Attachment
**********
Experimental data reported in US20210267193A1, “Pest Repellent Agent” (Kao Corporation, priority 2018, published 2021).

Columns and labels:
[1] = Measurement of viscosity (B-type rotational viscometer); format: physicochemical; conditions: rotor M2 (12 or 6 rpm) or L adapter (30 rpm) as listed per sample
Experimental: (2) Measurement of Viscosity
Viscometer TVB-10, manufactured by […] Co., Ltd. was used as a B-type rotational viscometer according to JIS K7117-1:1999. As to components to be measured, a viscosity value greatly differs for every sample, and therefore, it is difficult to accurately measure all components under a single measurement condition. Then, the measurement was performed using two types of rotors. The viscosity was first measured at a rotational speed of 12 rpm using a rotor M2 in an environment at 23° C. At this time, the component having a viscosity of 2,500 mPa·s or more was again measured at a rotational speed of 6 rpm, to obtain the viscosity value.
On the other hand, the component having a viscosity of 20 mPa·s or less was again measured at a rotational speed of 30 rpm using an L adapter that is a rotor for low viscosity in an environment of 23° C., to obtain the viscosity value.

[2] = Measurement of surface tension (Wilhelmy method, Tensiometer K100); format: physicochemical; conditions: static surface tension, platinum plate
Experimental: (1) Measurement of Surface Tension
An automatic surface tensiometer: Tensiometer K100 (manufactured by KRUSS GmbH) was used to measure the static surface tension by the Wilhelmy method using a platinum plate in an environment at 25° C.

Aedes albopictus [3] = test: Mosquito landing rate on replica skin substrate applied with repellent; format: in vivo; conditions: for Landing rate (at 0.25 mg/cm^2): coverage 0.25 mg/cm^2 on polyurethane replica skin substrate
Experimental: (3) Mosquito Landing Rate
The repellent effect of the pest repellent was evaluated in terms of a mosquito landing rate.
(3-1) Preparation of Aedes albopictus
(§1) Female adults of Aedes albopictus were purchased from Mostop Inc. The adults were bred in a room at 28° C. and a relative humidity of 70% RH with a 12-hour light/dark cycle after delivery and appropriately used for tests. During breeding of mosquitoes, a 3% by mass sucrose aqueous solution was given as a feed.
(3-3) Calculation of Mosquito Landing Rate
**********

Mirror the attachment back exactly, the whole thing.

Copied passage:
Experimental data reported in US20210267193A1, “Pest Repellent Agent” (Kao Corporation, priority 2018, published 2021).

Columns and labels:
[1] = Measurement of viscosity (B-type rotational viscometer); format: physicochemical; conditions: rotor M2 (12 or 6 rpm) or L adapter (30 rpm) as listed per sample
Experimental: (2) Measurement of Viscosity
Viscometer TVB-10, manufactured by […] Co., Ltd. was used as a B-type rotational viscometer according to JIS K7117-1:1999. As to components to be measured, a viscosity value greatly differs for every sample, and therefore, it is difficult to accurately measure all components under a single measurement condition. Then, the measurement was performed using two types of rotors. The viscosity was first measured at a rotational speed of 12 rpm using a rotor M2 in an environment at 23° C. At this time, the component having a viscosity of 2,500 mPa·s or more was again measured at a rotational speed of 6 rpm, to obtain the viscosity value.
On the other hand, the component having a viscosity of 20 mPa·s or less was again measured at a rotational speed of 30 rpm using an L adapter that is a rotor for low viscosity in an environment of 23° C., to obtain the viscosity value.

[2] = Measurement of surface tension (Wilhelmy method, Tensiometer K100); format: physicochemical; conditions: static surface tension, platinum plate
Experimental: (1) Measurement of Surface Tension
An automatic surface tensiometer: Tensiometer K100 (manufactured by KRUSS GmbH) was used to measure the static surface tension by the Wilhelmy method using a platinum plate in an environment at 25° C.

Aedes albopictus [3] = test: Mosquito landing rate on replica skin substrate applied with repellent; format: in vivo; conditions: for Landing rate (at 0.25 mg/cm^2): coverage 0.25 mg/cm^2 on polyurethane replica skin substrate
Experimental: (3) Mosquito Landing Rate
The repellent effect of the pest repellent was evaluated in terms of a mosquito landing rate.
(3-1) Preparation of Aedes albopictus
(§1) Female adults of Aedes albopictus were purchased from Mostop Inc. The adults were bred in a room at 28° C. and a relative humidity of 70% RH with a 12-hour light/dark cycle after delivery and appropriately used for tests. During breeding of mosquitoes, a 3% by mass sucrose aqueous solution was given as a feed.
(3-3) Calculation of Mosquito Landing Rate